Marguerite never married, choosing to live with her family until her father’s death. In the 1960’s Marguerite purchased a new home in a neighbourhood bordering the Universities, her elder brother Percy made his home with her until his death. I know Marguerite made these cookies, back in the early 1980’s she shared this recipe with me after she’d made a batch for our shared nephew, Chris. I have every confidence Bertha was smiling down at her daughter sharing old fashioned molasses cookies with her Great Grandson.

Bertha Blanch Barton Stillwell

Bertha was born 3 May 1876, The Range, Waterborough Parish, Queen county, NB. Her parents Mary Jane Flower and John William Barton were descendants of Loyalists settlers to Queens county.

Bertha and Thomas Stillwell had 7 children, sons: Cleveland, Percey and Ernest, daughters: Velma, Gladys, Doris and Marguerite.

Marion Elizabeth Smith

Marion Elizabeth Smith was born in Liverpool, New South Wales, Australia on 12 Mar 1892. Her parents George Smith and Elizabeth Leane Smith welcomed Marion to their family of two. When Marion was two years old her parents took their growing family first to England then to Canada, finally settling in Fredericton Junction, New Brunswick.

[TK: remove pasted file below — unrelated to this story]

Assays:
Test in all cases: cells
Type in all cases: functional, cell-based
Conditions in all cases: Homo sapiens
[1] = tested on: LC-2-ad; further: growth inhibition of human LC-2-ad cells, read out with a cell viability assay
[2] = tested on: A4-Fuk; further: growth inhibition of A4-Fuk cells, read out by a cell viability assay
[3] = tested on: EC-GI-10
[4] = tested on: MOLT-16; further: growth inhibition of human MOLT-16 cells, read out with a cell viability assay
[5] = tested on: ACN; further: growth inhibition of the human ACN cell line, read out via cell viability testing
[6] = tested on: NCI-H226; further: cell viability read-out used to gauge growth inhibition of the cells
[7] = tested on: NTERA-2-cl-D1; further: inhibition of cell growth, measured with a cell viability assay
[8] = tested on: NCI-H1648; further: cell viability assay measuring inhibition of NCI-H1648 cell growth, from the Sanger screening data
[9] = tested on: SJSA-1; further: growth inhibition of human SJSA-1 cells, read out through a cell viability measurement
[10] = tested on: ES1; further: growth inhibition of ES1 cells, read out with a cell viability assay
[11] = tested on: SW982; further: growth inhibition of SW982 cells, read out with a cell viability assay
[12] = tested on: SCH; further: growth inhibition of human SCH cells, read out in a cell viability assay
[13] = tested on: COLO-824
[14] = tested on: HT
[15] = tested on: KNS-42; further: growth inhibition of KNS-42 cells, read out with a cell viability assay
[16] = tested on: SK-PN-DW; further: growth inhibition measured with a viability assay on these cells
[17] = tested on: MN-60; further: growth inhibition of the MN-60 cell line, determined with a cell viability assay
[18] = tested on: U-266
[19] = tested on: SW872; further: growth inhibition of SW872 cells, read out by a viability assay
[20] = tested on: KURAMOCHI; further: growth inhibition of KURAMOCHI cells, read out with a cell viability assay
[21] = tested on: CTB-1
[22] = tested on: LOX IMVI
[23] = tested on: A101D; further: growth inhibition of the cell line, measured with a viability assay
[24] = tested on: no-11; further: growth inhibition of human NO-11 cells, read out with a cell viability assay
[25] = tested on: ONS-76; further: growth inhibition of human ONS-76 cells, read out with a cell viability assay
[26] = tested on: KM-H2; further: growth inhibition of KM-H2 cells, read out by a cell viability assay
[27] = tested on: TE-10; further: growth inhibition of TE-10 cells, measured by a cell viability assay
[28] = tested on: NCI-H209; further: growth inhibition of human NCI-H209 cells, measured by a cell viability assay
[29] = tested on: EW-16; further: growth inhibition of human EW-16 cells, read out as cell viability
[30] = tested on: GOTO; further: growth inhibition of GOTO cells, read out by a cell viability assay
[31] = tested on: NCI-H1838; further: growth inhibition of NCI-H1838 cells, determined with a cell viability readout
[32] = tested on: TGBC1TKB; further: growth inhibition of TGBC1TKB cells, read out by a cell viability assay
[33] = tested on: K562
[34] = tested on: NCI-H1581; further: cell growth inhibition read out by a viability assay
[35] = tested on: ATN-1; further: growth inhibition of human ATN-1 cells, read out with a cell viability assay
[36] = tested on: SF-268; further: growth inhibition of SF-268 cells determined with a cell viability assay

Marion Elizabeth C.1913

George Smith was a native of Hambledon, Hampshire, England and Elizabeth Leane Smith was born in Liverpool, Australia to William Leane and Lucy Walker Leane. It is with out doubt Elizabeth’s parentage through her Mother Lucy, was a major part of the family’s decision to leave Australia.

Elizabeth Leane Smith and George W. Smith c.1910

The Dharug peoples traditional lands are in what is now known as New South Wales, in the immediate area of Sydney, Australia. All Aboriginal nations in Australia have been negatively impacted by European settlement, but none more than those of the south including the Dharug clan.

The traditional way of life of the Dharug was hunting and gathering, lacking the necessary ‘farming’ relationship to the land to be viewed by European settlers as owners. Disease, violence, displacement and famine during and after colonization decimated first nations clans, including the Dharug. The social and political environment for a couple of mixed race was characterized by discrimination and violence. These conditions experienced first hand by Marion’s mother Elizabeth would have impacted the family’s decision to relocate.

William Leane and Lucy Walker Leane – Marion’s Grandparents. c. 1890